“Total cost for services: $10,500.00 U.S. A beautiful woman to sleep with at night, kiss in the morning, and love all day long, for so little–less than an economy car.”
“Win a trip to beautiful Ukraine for 12 nights and meet eastern European hot lady who maybe one day you marry.”
The winner of the most recent controversial New Zealand radio promotion (renamed from “Win a Wife”) has been selected. Greg gets free flights and accommodation for about two weeks in Ukraine, where he will get his pick of Endless Love’s ladies (side note: count how many Yulia’s, Nataliya’s and Elena’s there are).
I am sure The Rock know that they have an obligation to make sure both parties involved in the competition are happy to actually go through with anything more than meeting each other, so my problem with the competition is more the fact that The Rock is promoting mail-order brides as a good way to find a woman to marry.
I am not sure how much thought The Rock and Mediaworks put into it, but promoting mail-order brides seems like a bad idea. Poor English, financial dependence on the husband and a lack of social networks in the other country seem like it is a recipe for disaster for the woman.
In 1999, Equality Now did research on international marriage brokerage screening processes. A researcher posing as someone with a violent history (pleading “guilty to disorderly conduct in response to criminal assault charges brought by two ex-wives”) was accepted by 59 out of the 66 agencies that responded. Four requested more information. Only three out of 66 agencies refused to accept the fictitious customer.
Some disturbing responses were received from some agencies, including:
“As far as bitches go, I think I understand. They assert that ‘No’ means ‘No’ except when they’re nagging, in which case, ‘No’ means, ‘Keep nagging and try to get beaten.’ I think the language barrier actually helps here; it’s hard to squawk through a language barrier.”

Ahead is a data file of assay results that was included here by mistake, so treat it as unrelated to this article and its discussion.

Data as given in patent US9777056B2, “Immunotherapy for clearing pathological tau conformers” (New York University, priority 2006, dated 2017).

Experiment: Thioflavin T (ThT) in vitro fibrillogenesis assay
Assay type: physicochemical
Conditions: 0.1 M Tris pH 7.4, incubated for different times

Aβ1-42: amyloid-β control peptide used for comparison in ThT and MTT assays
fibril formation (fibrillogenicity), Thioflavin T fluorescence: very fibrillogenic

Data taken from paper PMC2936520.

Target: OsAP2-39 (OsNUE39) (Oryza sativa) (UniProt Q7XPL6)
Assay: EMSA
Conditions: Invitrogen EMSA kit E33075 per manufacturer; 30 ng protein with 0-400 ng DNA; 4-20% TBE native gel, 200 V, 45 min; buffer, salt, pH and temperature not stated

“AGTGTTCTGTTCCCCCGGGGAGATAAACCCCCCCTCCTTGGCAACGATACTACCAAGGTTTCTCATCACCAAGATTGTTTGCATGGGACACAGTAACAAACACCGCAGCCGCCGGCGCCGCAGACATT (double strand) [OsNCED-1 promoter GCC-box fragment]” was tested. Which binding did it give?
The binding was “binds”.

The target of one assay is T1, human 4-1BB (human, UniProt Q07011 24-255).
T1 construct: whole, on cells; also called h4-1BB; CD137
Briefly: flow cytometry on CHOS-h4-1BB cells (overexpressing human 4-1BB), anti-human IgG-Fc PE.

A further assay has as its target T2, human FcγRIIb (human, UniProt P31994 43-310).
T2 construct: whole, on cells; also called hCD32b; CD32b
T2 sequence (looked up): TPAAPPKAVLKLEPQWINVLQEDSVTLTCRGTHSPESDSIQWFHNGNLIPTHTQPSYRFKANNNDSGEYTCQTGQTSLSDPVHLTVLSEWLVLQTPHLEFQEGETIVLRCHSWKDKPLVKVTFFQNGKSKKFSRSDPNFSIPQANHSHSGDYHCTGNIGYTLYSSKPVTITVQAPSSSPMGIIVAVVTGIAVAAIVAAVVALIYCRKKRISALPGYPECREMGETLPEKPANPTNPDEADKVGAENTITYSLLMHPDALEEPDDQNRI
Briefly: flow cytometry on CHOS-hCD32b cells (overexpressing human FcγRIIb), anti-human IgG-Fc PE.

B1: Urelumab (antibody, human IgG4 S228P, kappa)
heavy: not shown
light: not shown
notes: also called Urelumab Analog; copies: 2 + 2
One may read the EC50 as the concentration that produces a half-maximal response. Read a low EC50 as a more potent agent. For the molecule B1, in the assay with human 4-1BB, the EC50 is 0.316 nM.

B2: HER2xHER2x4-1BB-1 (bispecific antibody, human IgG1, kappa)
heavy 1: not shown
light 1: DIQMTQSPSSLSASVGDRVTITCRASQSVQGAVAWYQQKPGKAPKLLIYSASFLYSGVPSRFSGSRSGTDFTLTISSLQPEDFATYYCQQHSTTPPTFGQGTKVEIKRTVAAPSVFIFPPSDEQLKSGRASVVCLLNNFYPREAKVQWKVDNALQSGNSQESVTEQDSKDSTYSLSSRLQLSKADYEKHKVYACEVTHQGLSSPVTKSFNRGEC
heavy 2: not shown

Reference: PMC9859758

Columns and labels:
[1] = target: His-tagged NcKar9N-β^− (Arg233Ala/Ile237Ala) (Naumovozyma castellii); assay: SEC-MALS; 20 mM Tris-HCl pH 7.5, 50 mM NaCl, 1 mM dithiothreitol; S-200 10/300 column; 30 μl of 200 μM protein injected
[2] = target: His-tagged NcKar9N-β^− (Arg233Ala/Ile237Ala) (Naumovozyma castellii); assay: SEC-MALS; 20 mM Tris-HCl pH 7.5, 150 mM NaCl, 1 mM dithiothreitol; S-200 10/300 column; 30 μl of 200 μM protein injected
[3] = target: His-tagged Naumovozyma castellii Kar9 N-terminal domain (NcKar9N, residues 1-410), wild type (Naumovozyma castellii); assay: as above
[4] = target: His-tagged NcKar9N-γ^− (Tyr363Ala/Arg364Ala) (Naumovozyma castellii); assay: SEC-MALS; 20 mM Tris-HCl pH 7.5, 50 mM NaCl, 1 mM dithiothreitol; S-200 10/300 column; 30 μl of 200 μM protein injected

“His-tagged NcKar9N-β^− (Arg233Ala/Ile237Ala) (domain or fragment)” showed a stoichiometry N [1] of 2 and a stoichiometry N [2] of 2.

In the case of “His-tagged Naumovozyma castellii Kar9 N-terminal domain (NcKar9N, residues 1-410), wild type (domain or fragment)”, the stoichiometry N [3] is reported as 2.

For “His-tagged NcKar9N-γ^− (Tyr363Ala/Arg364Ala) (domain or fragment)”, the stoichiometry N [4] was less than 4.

“…some of the email responses from IMBs advised the fictitious customer not to disclose his abusive background in communications with his potential mail-order bride, and others advised him to reveal his background voluntarily, but none stated that they would provide the women with this information, or that the man must disclose this information in order to use their services.”
This is not like NZDating. The consumer-husband is the one with the power. Depending on the agency, little information about the potential husband is passed on to the woman. Or only what he chooses to disclose. That is what a 1999 INS Report found. The agency The Rock is using has the following in their promo material (hosted on The Rock’s site here (.doc), Google Docs version here):
“When a lady is chosen by a client her profile is removed from the available ladies list and no other man is able to view her profile or write to her. With Endless Love Agency you will not be competing with other men, what other agency in the world offers this?”
This seems unfair to the women. I am guessing if the woman does not want to go any further with the potential husband they will be re-listed, but taking a profile down after being “chosen” seems like it is expected that the women will follow through.
The Edge, one of The Rock’s sister stations has done a similar promotion where two strangers get married (which, maybe surprisingly, works out well for the couples). This promotion just seems like it is trying to compete to have the craziest marriage based competition.
Quotes from: Kelly, Linda. “Marriage for sale: the mail-order bride industry and the changing value of marriage.” Journal of Gender, Race and Justice Fall 2001: 175-195. Gale Opposing Viewpoints In Context. Web. 20 Mar. 2011.
Image credit: Seyed Mostafa Zamani